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Journal Article

A New Link to Mitochondrial Impairment in Tauopathies


Haase,  Winfried
Department of Structural Biology, Max Planck Institute of Biophysics, Max Planck Society;

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Schulz, K. L., Eckert, A., Rhein, V., Mai, S., Haase, W., Reichert, A. S., et al. (2012). A New Link to Mitochondrial Impairment in Tauopathies. Molecular Neurobiology, 46(1), 205-216. doi:10.1007/s12035-012-8308-3.

Cite as: https://hdl.handle.net/11858/00-001M-0000-0024-D5A9-C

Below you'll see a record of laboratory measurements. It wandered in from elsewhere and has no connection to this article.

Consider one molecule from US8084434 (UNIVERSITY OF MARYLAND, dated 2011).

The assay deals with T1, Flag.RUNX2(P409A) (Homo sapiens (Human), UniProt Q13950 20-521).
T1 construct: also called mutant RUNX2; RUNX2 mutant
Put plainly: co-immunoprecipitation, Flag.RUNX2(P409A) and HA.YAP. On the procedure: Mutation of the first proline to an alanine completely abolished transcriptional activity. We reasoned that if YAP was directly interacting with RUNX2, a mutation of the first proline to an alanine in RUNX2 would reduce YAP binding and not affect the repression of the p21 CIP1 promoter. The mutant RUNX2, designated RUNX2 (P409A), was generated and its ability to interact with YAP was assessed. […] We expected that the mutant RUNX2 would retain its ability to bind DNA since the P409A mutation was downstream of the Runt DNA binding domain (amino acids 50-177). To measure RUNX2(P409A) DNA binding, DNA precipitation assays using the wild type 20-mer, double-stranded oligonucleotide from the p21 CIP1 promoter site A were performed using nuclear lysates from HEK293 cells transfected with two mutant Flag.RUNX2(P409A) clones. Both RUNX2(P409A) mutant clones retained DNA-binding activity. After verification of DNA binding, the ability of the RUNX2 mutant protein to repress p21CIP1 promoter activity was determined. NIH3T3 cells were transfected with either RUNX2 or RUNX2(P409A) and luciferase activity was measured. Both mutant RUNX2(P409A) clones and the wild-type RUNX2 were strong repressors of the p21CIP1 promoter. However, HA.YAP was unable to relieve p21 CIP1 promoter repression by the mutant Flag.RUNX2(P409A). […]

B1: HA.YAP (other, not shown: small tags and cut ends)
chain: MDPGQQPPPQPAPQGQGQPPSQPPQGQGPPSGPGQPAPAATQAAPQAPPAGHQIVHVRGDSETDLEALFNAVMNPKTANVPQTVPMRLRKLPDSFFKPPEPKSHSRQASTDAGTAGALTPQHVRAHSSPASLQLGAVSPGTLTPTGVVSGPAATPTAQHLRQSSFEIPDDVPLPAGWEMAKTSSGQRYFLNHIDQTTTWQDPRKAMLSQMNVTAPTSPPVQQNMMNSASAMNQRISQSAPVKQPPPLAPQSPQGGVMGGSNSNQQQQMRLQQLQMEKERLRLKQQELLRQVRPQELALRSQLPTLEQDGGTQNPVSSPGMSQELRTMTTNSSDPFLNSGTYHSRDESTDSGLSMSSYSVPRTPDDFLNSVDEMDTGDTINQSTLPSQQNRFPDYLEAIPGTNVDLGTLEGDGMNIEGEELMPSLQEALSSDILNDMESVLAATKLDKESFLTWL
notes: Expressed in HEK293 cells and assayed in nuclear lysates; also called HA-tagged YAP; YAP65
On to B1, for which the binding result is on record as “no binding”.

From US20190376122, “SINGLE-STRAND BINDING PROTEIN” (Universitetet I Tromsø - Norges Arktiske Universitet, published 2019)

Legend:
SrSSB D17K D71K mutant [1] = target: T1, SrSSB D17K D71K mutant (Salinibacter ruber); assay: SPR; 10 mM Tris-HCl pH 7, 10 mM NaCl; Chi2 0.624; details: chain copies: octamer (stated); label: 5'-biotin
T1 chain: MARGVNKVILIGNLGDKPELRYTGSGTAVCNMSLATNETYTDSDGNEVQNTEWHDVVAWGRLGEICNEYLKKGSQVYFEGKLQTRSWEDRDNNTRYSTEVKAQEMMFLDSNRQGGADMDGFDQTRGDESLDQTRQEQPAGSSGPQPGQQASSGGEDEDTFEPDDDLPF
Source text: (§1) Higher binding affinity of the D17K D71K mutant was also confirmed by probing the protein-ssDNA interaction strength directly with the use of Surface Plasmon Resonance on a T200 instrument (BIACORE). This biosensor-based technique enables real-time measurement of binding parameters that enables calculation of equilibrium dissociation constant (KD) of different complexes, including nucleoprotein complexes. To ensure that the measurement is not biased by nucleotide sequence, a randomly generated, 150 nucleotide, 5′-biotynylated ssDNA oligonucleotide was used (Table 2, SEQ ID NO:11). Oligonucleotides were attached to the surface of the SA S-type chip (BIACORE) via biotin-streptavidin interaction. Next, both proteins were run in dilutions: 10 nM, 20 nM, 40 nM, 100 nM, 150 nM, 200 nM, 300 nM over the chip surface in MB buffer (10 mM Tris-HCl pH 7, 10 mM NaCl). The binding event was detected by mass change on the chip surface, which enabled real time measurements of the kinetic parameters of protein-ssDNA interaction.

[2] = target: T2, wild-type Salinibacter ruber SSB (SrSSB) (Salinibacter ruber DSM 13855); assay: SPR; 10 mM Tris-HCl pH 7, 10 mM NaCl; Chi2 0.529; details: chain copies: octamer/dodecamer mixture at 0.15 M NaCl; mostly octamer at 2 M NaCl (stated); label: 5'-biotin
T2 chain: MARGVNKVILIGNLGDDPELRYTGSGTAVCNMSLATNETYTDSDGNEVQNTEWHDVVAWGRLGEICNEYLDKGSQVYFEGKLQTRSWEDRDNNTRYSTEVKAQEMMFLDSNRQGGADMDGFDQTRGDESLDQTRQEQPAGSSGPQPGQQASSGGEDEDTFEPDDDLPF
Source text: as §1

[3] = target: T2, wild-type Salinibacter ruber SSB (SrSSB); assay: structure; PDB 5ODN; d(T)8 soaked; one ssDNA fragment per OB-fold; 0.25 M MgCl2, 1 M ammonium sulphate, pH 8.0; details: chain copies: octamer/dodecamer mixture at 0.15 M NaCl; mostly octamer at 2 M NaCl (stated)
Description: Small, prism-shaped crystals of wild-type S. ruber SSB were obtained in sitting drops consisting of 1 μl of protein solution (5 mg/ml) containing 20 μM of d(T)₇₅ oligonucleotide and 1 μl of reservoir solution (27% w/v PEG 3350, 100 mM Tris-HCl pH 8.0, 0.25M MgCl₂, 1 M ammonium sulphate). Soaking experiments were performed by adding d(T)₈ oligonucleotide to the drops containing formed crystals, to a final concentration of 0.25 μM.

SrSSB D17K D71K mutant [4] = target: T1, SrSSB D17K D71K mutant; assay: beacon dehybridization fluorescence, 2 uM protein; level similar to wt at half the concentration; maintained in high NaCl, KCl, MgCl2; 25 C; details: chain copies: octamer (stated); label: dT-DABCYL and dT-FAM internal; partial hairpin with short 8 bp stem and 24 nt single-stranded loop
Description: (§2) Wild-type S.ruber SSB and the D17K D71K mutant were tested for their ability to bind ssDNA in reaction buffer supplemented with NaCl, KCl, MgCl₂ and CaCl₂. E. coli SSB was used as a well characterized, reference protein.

Tauopathies like the “frontotemporal dementia with Parkinsonism linked to chromosome 17” (FTDP-17) are characterized by an aberrant accumulation of intracellular neurofibrillary tangles composed of hyperphosphorylated tau. For FTDP-17, a pathogenic tau mutation P301L was identified. Impaired mitochondrial function including disturbed dynamics such as fission and fusion are most likely major pathomechanisms of most neurodegenerative diseases. However, very little is known if tau itself affects mitochondrial function and dynamics. We addressed this question using SY5Y cells stably overexpressing wild-type (wt) and P301L mutant tau. P301L overexpression resulted in a substantial complex I deficit accompanied by decreased ATP levels and increased susceptibility to oxidative stress. This was paralleled by pronounced changes in mitochondrial morphology, decreased fusion and fission rates accompanied by reduced expression of several fission and fusion factors like OPA-1 or DRP-1. In contrast, overexpression of wt tau exhibits protective effects on mitochondrial function and dynamics including enhanced complex I activity. Our findings clearly link tau bidirectional to mitochondrial function and dynamics, identifying a novel aspect of the physiological role of tau and the pathomechanism of tauopathies.